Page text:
They won’t even have to speak into their phone, and they will certainly not be typing anything at all into their phones or computers. Their transactions will automatically be recognized as either business spending or personal spending based on artificial intelligence that understands their patterns as a user and as a mobile traveler. This is a future state that we can all embrace.

Following the Money

How will this happen? Here’s one possible way: payments. Today, we very rarely see cash payments any more, especially among millennial employees, who already represent the biggest demographic in most workplaces. Shifting to 100% electronic payments paves the way for a much bigger convergence between credit card and payment companies and expense management providers to share data.

We already have partnerships between credit card companies and expense management vendors where transactions through a credit card partner automatically go into the expense management system. I believe we will see this on a much larger scale. Expense management technology will evolve to where the tools will be able to look at all the payments an employee is making, identify those that are business expenses and bring them in for reimbursement, perhaps even immediately. The concept of an expense report will be as foreign in the future as the concept of a typewriter.

See also: Key Trends in Innovation (Part 7)  

Certainly, there may be privacy considerations about allowing your employer access to your spending data, but it seems that majority of us have proven ourselves willing to sacrifice privacy for convenience, and repeatedly. We did it with mobile phones, where we allow location tracking so that we can use our maps apps. We did it with web browsers, where we allow companies to track our browsing history and market to us directly with banner ads. We did it with online payments, where we willingly hand over confidential credit card data. Does anyone doubt that we will do it again with expense reports to enable faster, more accurate repayment with less hassle?

In this new world, business travelers will simply live their lives. When travel is booked through the company booking system, perhaps automatically based on scanning your emails for coming meetings away from your base locations and with knowledge of your travel preferences based on your history, all the details of the trip will be instantly shared with your expense system. When your trip starts, the expense system will begin recording and populating the expense report using payment, GPS and other data, with no effort needed. Any non-compliant activities will be flagged before they happen. For example, in the late afternoon, you might get a push notification reminding you of the spending limits for dinner and suggesting some nearby restaurants that would fit the bill. When the trip ends, the traveler gets a completed report to approve for reimbursement.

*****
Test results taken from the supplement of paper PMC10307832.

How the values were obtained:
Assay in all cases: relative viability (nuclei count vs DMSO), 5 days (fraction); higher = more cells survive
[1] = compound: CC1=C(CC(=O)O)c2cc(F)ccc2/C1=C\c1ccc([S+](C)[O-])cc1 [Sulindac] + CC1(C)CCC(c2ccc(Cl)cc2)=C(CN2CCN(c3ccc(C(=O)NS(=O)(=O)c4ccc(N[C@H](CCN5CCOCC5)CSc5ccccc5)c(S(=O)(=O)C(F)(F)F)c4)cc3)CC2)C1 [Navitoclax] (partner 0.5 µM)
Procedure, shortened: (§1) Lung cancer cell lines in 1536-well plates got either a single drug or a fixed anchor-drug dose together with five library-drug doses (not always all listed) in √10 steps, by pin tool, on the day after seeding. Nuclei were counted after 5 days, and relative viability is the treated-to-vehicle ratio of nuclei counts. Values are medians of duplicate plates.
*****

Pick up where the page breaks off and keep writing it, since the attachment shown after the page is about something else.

That’s what the third wave of expense management solutions will do for corporate travelers. It’s an incredibly exciting time to be in this space.

Future of Digital Transformation

Senior management have to come to grips with the fact that digital transformation is not an event but rather the operating environment of 21st century business.

Like music, photos, TV, and data, once something becomes digital it becomes a consumable and moves from the domain of the specialized expert to a public commodity. As with Blockbuster, Borders, Capital Records and newspapers, businesses based on non-digital product are the hand-crafted hobbies of the 21st century.  Craft markets will exist into the future, but they are generally not profitable and rather a labor of love.